Real Estate

Harlan Crow, chairman and chief executive officer of Crow Holdings LLC, sits for a photograph at the Old Parkland estate offices in Dallas, Texas, on Friday, Oct. 2, 2015.
Chris Goodney | Bloomberg | Getty Images

Sen. Ron Wyden, D-Ore., on Monday asked GOP megadonor Harlan Crow for a complete list of gifts to Supreme Court Justice Clarence Thomas, and evidence that the billionaire real estate developer complied with federal tax law in connection with the long-undisclosed largesse to Thomas.

“This unprecedented arrangement between a wealthy benefactor and a Supreme Court justice raises serious concerns related to federal tax and ethics laws,” Wyden, who heads the Senate Finance Committee, wrote in a six-page letter to Crow.

Wyden’s letter was sent as Thomas and the Supreme Court itself face criticism following an April 6 report by ProPublica that the CEO of Crow Holdings for more than two decades has treated the conservative justice to luxurious trips worth at least hundreds of thousands of dollars.

ProPublica also reported on April 13 that a Crow company in 2014 purchased three properties in Savannah, Georgia, from Thomas and his family, including a home where the justice’s mother has lived rent-free for more than a decade.

The gifted trips to Thomas and his wife Ginni were to places such as Indonesia, New Zealand and Greece, with travel on Crow’s private jet and 162-foot superyacht Michaela Rose.

Thomas had not disclosed any of the gifts from Crow, or the property purchases by him, until they were revealed by ProPublica.

“The secrecy surrounding your dealings with Justice Thomas is simply unacceptable,” Wyden wrote in his letter to Crow.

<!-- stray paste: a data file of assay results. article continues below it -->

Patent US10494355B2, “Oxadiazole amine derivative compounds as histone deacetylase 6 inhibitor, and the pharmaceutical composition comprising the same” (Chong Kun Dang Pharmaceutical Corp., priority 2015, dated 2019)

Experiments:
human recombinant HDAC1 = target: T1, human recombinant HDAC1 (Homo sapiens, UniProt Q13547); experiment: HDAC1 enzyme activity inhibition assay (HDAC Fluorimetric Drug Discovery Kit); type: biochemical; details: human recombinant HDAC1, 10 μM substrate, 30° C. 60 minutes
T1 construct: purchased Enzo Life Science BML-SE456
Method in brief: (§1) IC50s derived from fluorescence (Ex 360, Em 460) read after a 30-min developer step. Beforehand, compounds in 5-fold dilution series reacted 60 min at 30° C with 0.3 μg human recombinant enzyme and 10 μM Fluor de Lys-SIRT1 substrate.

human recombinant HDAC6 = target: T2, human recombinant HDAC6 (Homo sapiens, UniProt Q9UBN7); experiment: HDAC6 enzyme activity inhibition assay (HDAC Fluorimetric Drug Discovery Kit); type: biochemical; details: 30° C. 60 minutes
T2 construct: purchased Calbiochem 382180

“The American public deserves a full accounting of the full extent of your largesse towards Justice Thomas, including whether these gifts complied with all relevant federal tax and ethics laws,” he wrote.

Sen. Ron Wyden, D-Ore., speaks during a Senate Finance Committee nomination hearing on Feb. 23, 2021.
Greg Nash | Pool | Reuters

The letter asks for a list of all flights Thomas took on any of Crow’s jets, as well as details of those trips. Wyden requested similar details about the justice’s trips on the Michaela Rose and information about the Georgia property purchases.

He concluded by writing, “Please list any additional gifts or payments with a value in excess of $1,000 made to Justice Thomas or members of his family since he was sworn into the Supreme Court that
would not be captured by” the prior questions.

Wyden’s letter noted that federal tax law requires the giver of a gift to pay any applicable tax.

“The IRS has long made clear the gift tax applies to the transferor of a gift, including in cases where
the transferor provides for the ‘use of property’ without expecting to receive something of at
least equal value in return,” Wyden wrote.

In addition to asking Crow for evidence related to the possibility of gift taxes being owed by the business, Wyden asked whether claimed business deductions or depreciation for Crow’s plane and yacht related to the trips by Thomas.

Wyden is the ranking Senate Democrat on Congress’ Joint Committee on Taxation.

Associate Supreme Court Justice Clarence Thomas arrives for the swearing in ceremony of Judge Neil Gorsuch as an Associate Supreme Court Justice in the Rose Garden of the White House in Washington, April 10, 2017.
Joshua Roberts | Reuters

A spokesman for Crow did not immediately respond to a request for comment from CNBC about Wyden’s letter. Thomas did not immediately respond to a request for comment sent to the Supreme Court’s media affairs office.

Last week, Sen. Dick Durbin, the Illinois Democrat who is chairman of the Senate Judiciary Committee, invited Supreme Court Chief Justice John Roberts to testify about ethics reform of the high court.

Durbin’s letter to Roberts noted that “there has been a steady stream of revelations regarding Justices falling short of the ethical standards expected of other federal judges.”

Roberts has yet to reply to that invitation, Durbin noted over the weekend.

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